Northwestern students experiment with Facebook Campus, the latest way to build a virtual community


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NU is among 30 colleges participating in Facebook Campus across the United States.

Angeli Mittal, Reporter

Facebook Campus, launched Sept. 10, enables students to connect virtually on a college-exclusive platform — and Northwestern students are invited.

By connecting a Facebook account with a valid university email, students can input their majors, classes and organizations to create a profile that other students at their college can view. Using that information, students can search for classmates and connect on the platform’s real-time chat rooms, whether to plan virtual events, solicit advice or form study groups.

NU is among 30 participating colleges across the United States, along with the California Institute of Technology, Scripps College and Johns Hopkins University, with potential plans to expand if the pilot is deemed successful.

In addition, the social media conglomerate recruited student ambassadors, who advertised the new platform ahead of its launch.

Campus ambassador and Weinberg freshman Chloe Porter said the mission of Facebook Campus is to connect students on a simpler platform than apps like GroupMe, which can have groups of over 1000 students.

“It has organizational tools built in,” Porter said. “It really connects you to (students) so that you can find students who are going through similar things as you without having to seek them out like on Instagram or Facebook groups.”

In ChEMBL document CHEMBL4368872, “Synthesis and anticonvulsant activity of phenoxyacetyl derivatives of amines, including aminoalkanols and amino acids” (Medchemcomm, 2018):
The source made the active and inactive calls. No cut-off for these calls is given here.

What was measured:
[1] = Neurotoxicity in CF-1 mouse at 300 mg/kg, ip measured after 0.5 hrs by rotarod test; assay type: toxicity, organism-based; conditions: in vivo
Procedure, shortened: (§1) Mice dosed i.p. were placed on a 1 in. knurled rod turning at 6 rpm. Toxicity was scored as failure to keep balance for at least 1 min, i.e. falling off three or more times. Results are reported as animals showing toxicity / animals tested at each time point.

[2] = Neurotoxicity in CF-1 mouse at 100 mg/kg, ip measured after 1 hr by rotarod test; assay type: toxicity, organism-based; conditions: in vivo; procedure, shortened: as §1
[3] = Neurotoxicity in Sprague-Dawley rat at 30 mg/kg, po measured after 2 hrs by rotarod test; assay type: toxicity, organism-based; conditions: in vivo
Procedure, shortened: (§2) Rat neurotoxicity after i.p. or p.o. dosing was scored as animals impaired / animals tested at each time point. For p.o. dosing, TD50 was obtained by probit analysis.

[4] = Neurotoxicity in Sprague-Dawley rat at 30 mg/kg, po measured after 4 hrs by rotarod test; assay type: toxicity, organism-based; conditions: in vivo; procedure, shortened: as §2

Natalia Camino-Cantu, another Campus ambassador and Weinberg sophomore, said Facebook contacted her to promote the platform to NU students on Instagram, in particular. She said Campus has a simple use interface, and she is hopeful about the platform’s future.

“I do think it’ll replace email listservs,” Camino-Cantu said. “I kind of hope it does because my inbox every single day has so many emails.”

Still, when asked about the intended use of Facebook Campus, Weinberg freshman Anaka Srinivas said it’s unclear.

Until Sept. 30, Campus was providing “free swag” such as sweatshirts, hoodies, water bottles and towels. The only condition: students had to complete an orientation that involved adding classes to a profile, joining groups, making a post and inviting a friend.

“I haven’t interacted with (Campus) since joining the group and trying to get my free swag,” Srinivas said. “As far as sending me an extremely satisfactory hoodie, yeah, I’d say they were successful.”

The Campus ambassadors said they feel that the emerging platform could replace other apps that students currently use, but many students remain skeptical. Between the overwhelming number of posts inquiring about the “free swag” and the lack of continual engagement after accomplishing the orientation, Campus may be short-lived.

Weinberg sophomore Jay Zou said while the idea of having a virtual space for students to connect is sound, the reality of the platform is “not so practical.”

“It’s just a place where people come in for one time, get free stuff, and leave,” Zou said.

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Twitter: @amittal27

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